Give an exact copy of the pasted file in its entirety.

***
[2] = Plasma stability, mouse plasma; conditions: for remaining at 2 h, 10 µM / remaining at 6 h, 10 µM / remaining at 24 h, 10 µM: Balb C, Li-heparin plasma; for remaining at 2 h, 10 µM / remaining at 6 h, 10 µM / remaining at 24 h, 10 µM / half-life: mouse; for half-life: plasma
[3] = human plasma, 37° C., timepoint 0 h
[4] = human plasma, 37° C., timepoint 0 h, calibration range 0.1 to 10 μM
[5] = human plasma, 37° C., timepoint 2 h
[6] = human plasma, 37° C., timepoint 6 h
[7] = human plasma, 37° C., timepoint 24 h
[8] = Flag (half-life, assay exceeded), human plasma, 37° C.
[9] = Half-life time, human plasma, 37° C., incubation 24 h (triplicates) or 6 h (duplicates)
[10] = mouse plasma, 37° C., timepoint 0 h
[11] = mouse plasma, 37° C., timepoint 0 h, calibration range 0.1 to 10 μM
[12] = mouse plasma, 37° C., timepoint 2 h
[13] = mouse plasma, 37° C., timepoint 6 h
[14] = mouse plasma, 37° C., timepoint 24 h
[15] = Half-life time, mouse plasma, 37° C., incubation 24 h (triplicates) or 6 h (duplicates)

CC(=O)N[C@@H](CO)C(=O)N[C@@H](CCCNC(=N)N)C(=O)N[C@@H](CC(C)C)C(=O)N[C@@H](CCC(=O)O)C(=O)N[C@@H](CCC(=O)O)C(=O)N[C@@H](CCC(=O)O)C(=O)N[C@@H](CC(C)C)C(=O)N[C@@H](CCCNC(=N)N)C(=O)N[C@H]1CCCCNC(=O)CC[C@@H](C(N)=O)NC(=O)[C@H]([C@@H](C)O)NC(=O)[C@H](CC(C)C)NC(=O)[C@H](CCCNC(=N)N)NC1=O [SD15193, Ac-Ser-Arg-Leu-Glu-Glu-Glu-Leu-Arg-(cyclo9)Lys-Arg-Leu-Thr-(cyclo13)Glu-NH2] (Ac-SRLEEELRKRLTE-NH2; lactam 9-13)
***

[2] = Plasma stability, mouse plasma; conditions: for remaining at 2 h, 10 µM / remaining at 6 h, 10 µM / remaining at 24 h, 10 µM: Balb C, Li-heparin plasma; for remaining at 2 h, 10 µM / remaining at 6 h, 10 µM / remaining at 24 h, 10 µM / half-life: mouse; for half-life: plasma
[3] = human plasma, 37° C., timepoint 0 h
[4] = human plasma, 37° C., timepoint 0 h, calibration range 0.1 to 10 μM
[5] = human plasma, 37° C., timepoint 2 h
[6] = human plasma, 37° C., timepoint 6 h
[7] = human plasma, 37° C., timepoint 24 h
[8] = Flag (half-life, assay exceeded), human plasma, 37° C.
[9] = Half-life time, human plasma, 37° C., incubation 24 h (triplicates) or 6 h (duplicates)
[10] = mouse plasma, 37° C., timepoint 0 h
[11] = mouse plasma, 37° C., timepoint 0 h, calibration range 0.1 to 10 μM
[12] = mouse plasma, 37° C., timepoint 2 h
[13] = mouse plasma, 37° C., timepoint 6 h
[14] = mouse plasma, 37° C., timepoint 24 h
[15] = Half-life time, mouse plasma, 37° C., incubation 24 h (triplicates) or 6 h (duplicates)

CC(=O)N[C@@H](CO)C(=O)N[C@@H](CCCNC(=N)N)C(=O)N[C@@H](CC(C)C)C(=O)N[C@@H](CCC(=O)O)C(=O)N[C@@H](CCC(=O)O)C(=O)N[C@@H](CCC(=O)O)C(=O)N[C@@H](CC(C)C)C(=O)N[C@@H](CCCNC(=N)N)C(=O)N[C@H]1CCCCNC(=O)CC[C@@H](C(N)=O)NC(=O)[C@H]([C@@H](C)O)NC(=O)[C@H](CC(C)C)NC(=O)[C@H](CCCNC(=N)N)NC1=O [SD15193, Ac-Ser-Arg-Leu-Glu-Glu-Glu-Leu-Arg-(cyclo9)Lys-Arg-Leu-Thr-(cyclo13)Glu-NH2] (Ac-SRLEEELRKRLTE-NH2; lactam 9-13)